#header h1 {
   height: 65px;
   width: 400px;
#header p {
   width: 400px;
#header ul {
   float: left;
   width: 130px;
#header a {
   display: block;
   height: 84px;
   width: 261px;

Positioning the navigation#

Next up we will deal with the navigation and search. Start by adding clear: both to the navigation to make sure we are below any floats from earlier in the code. To make the navigation list horizontal we add display: inline; to all list items. We complete the navigation by setting a width on the list and floating it left.

The search box is a bit harder. All that info won't fit in the tiny space we have left so my idea is that we hide the fieldset, legend and label. "Why go through the fuzz of adding them and then hiding?", I hear you shout. Relax. They're there because they help users that surf the site with CSS turned off, people like your rich grandmother (using Netscape 4), blind users (using screen readers) and Google. Visual users still know that the textbox is for searching because of the "Search" on the button afterwards, so we're not hiding important information. Ohh, and the header won't fit our design either so let's hide that too.

#navigation {
   clear: both;
   height: 41px;
   width: 720px;
#navigation ul {
   float: left;
   list-style: none;
   width: 400px;
#navigation li {
   display: inline;
#navigation form {
   float: right;
   width: 250px;
#navigation legend, #navigation label, #navigation h2 {
   position: absolute;
   left: -10000px;
   text-indent: -10000px;
   line-height: 0;
#navigation fieldset {
   border: none;

Positioning the advertisements#

Ahhh, ads, both hated and loved at the same time. Not to include ads on a big site like this would just look strange. Let's position it like we want. First move it down below the navigation by clearing. Then float it right to get it out of the way from the content below.

#adverts {
   clear: both;
   float: right;

Positioning the content#

This is going well; the content is next up for positioning. Note that I added a couple of divisions to this part of the HTML when merging. They will come to good use now as holders of the four sections. Each of the boxes is given a specific width and height and gets floated left.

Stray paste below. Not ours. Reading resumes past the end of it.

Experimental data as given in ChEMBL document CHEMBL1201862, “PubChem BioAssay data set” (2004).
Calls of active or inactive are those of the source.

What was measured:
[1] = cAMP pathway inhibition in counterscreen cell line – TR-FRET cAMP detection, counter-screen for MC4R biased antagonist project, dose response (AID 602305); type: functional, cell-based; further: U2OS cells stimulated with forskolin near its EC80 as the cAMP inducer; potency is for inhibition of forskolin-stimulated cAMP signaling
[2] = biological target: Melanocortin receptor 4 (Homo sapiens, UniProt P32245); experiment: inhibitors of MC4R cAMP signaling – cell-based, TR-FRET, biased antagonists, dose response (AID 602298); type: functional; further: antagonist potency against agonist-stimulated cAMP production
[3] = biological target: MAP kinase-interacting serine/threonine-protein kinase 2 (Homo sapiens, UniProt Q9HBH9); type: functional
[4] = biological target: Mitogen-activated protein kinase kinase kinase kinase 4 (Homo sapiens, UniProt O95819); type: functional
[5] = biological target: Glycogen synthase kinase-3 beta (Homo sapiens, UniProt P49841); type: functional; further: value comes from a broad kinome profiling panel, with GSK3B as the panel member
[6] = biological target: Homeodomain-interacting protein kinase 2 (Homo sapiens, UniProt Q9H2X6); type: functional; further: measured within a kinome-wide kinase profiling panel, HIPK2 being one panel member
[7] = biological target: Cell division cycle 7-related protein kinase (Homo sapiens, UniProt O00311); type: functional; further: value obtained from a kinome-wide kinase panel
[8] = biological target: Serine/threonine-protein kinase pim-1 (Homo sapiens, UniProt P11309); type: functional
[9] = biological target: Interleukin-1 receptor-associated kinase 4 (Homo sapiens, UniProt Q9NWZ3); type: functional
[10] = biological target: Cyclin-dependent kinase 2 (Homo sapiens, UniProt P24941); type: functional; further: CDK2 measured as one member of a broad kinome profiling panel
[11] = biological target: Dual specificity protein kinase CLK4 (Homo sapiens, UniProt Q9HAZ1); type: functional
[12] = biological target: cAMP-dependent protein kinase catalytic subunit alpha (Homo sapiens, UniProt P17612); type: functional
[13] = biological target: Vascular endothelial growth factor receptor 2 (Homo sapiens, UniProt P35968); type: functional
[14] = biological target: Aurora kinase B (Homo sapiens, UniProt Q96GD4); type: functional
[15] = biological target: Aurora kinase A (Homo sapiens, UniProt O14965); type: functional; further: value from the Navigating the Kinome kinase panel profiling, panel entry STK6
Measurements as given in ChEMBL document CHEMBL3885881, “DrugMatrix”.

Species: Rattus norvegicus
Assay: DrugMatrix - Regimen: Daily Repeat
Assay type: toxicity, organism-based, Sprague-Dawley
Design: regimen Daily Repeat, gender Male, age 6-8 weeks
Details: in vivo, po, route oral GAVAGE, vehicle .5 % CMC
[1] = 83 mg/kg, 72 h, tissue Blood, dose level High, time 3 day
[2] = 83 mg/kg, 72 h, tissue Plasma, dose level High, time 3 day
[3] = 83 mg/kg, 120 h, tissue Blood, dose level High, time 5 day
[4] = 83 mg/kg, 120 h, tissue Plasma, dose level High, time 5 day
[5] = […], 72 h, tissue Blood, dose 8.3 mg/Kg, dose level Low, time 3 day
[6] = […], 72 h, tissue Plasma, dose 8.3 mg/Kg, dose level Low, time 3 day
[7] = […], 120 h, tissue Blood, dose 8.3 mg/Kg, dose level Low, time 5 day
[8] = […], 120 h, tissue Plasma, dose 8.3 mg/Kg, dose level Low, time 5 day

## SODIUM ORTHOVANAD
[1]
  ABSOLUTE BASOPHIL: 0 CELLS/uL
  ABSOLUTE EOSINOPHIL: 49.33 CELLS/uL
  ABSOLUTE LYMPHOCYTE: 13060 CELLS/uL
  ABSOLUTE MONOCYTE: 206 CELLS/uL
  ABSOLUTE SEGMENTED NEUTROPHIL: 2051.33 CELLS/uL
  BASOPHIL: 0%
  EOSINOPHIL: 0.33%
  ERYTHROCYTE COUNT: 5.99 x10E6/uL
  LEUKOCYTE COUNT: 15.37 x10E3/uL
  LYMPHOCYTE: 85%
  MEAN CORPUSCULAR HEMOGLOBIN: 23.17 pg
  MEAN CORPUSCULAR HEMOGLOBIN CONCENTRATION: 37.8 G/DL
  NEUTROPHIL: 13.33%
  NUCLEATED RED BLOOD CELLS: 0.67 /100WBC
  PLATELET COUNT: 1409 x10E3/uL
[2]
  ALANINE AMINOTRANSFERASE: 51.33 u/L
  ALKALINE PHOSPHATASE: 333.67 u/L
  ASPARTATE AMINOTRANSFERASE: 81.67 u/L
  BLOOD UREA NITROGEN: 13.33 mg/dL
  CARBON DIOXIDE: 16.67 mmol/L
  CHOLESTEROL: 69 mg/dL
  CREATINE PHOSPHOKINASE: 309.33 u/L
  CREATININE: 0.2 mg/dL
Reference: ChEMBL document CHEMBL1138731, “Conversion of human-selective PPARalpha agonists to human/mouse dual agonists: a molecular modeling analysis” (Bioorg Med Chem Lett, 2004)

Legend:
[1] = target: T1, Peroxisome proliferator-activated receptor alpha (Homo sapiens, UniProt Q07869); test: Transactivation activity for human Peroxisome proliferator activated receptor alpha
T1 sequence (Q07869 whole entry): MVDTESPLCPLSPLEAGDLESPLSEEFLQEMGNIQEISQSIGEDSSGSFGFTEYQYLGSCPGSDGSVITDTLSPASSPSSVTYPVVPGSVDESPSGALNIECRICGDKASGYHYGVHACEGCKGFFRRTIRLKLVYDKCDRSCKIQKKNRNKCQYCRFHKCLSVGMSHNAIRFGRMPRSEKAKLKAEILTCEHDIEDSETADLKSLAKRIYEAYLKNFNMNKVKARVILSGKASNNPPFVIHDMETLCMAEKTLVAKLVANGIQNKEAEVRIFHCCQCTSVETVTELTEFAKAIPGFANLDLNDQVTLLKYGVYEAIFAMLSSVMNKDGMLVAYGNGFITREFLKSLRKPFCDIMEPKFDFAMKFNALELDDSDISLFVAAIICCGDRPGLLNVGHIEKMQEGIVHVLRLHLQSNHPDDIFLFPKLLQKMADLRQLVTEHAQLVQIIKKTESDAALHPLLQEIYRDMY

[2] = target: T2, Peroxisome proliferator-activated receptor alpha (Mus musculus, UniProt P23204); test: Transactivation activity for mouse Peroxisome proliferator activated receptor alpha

#content div {
   float: left;
   height: 200px;
   width: 240px;

Phew, this feels like a whole days work doesn't it? On the last page of this tutorial we will put all positioning together and show an example of how everything looks when decorated. Click next below.

Putting it all together#

Now it's time to take all these small parts of CSS, put them in a CSS-file and apply it on the structure we had before positioned. Can you recognize the different parts from the previous page?

I could bore you to death by explaining every little margin in the decoration step but I won't. Instead I will just show you the prettied up version of the site. You can have a look at the second CSS file used if you want.

Final version of the site

Let's have a look at the same properties we looked at in the beginning of this article:

Site name Doctype Validation errors Layout method
Friendlybit template Strict 0 errors CSS


I hope this tutorial has showed you that CSS far from rocket science; could you not have done this yourself? The web really needs to be freshened up and made accessible for everyone, and with your help it can. Do your part by telling your friends, by holding a short presentation where you work, and by supporting webmaster you know work like this. Use your imagination, how can you make people understand?

Still here? Ok. If you're uncertain, ask yourself: can you afford to be left behind?

I hope this article gave you some insight to the development of a poker site. This article was the first is a series of articles about niche templates so be sure to check back for more. Any comments?